9 months ago • 1 min
It’s like that old saying about how the rich get richer: in stock markets, big companies just get bigger. And because of that, if you think that buying a market index ETF is a rock-solid diversification play, well, think again.
Just look at the UK: the main stock index, the FTSE 100, houses the country’s 100 biggest companies by market value. But its 10 burliest stocks make up more than half of the index’s market value. And, as you can see from the chart, that’s a much higher concentration than you’ll find in the US, Europe, Japan, or even in emerging markets. In other words, investing in a FTSE 100 ETF means you’re making a good-sized bet on those ten big stocks: AstraZeneca, Shell, HSBC, Unilever, BP, Diageo, Rio Tinto, British American Tobacco, GSK, and Glencore.
Those market-cap-weighted index ETFs have always seemed like a good diversification tool, but that diversification advantage has actually narrowed over time as big firms have become bigger. Before you choose a market to invest in, you’ll do well to understand the market’s concentration risk, and its breakdown, both in terms of individual stocks and sectors. If your research reveals a risk you’re not happy to take, consider investing in an equal-weighted market index ETF instead. These ETFs equally invest in each stock in an index, giving you negative exposure to the index’s overall momentum factor but positive exposure to the size and value factors. Some examples include the Xtrackers FTSE 100 Equal Weight UCITS ETF (ticker: XFEW; expense ratio: 0.25%), the iShares S&P 500 Equal Weight UCITS ETF (ISPE; 0.22%), or the VanEck Sustainable European Equal Weight UCITS ETF (TEET; 0.4%).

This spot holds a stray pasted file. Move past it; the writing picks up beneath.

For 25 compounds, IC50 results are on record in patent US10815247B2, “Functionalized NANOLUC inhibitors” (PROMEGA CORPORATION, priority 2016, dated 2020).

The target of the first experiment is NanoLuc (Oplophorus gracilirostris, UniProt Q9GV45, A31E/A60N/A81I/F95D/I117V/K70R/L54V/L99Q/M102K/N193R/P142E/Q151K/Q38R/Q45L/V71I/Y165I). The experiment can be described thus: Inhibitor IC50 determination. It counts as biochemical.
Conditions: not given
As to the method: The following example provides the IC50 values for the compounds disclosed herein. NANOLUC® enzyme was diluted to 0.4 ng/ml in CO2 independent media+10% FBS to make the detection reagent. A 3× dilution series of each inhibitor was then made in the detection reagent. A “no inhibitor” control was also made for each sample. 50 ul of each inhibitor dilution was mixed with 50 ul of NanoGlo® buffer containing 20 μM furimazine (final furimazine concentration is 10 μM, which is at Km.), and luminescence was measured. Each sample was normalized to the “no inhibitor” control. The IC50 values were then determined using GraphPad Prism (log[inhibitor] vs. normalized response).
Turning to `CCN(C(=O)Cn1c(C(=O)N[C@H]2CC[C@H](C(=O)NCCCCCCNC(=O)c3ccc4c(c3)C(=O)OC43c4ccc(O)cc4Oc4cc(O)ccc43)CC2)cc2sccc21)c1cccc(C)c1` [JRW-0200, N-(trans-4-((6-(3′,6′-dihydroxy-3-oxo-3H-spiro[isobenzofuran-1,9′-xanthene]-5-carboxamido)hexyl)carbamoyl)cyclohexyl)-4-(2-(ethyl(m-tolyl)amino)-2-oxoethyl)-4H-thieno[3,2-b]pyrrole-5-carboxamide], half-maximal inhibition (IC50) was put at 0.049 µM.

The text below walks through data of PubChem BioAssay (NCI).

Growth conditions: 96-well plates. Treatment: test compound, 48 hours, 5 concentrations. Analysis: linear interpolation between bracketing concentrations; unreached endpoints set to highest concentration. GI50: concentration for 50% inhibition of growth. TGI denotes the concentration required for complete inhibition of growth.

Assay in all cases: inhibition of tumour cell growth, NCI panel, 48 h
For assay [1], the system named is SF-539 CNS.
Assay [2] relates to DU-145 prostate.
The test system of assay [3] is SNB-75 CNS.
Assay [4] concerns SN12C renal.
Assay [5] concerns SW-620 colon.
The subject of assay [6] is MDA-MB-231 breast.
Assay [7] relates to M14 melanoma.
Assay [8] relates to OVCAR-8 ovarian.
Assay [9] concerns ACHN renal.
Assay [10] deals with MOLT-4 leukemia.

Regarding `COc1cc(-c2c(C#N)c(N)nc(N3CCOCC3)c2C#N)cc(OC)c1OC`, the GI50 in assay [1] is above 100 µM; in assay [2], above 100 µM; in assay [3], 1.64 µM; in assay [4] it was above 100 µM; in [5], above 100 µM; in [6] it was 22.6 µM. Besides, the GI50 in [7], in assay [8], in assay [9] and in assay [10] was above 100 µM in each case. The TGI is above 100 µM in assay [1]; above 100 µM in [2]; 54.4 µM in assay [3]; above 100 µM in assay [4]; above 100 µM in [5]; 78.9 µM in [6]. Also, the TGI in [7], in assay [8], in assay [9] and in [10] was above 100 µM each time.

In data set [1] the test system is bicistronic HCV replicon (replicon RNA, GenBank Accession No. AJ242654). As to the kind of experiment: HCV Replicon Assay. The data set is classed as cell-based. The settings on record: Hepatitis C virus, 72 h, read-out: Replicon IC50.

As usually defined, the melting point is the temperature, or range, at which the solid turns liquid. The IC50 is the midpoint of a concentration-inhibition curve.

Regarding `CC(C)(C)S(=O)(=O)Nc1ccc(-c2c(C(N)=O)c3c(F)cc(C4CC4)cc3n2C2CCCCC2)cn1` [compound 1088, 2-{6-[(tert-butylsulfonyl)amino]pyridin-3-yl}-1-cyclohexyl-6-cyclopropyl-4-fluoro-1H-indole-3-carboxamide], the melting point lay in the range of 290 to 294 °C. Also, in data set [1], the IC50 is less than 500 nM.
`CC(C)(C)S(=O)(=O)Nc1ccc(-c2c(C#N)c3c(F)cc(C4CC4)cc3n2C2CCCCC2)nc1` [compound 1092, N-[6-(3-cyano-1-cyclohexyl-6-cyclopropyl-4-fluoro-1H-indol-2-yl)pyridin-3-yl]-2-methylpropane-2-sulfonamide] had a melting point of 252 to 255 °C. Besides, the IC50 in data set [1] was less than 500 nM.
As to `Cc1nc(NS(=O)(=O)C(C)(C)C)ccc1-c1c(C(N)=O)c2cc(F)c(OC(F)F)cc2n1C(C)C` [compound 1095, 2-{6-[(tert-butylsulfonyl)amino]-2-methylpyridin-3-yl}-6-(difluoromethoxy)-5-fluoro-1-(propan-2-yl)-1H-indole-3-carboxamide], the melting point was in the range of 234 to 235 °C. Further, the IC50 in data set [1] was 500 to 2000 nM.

Disclaimer: These articles are provided for information purposes only. Occasionally, an opinion about whether to buy or sell a specific investment may be provided. The content is not intended to be a personal recommendation to buy or sell any financial instrument or product, or to adopt any investment strategy as it is not provided based on an assessment of your investing knowledge and experience, your financial situation or your investment objectives. The value of your investments, and the income derived from them, may go down as well as up. You may not get back all the money that you invest. The investments referred to in this article may not be suitable for all investors, and if in doubt, an investor should seek advice from a qualified investment advisor.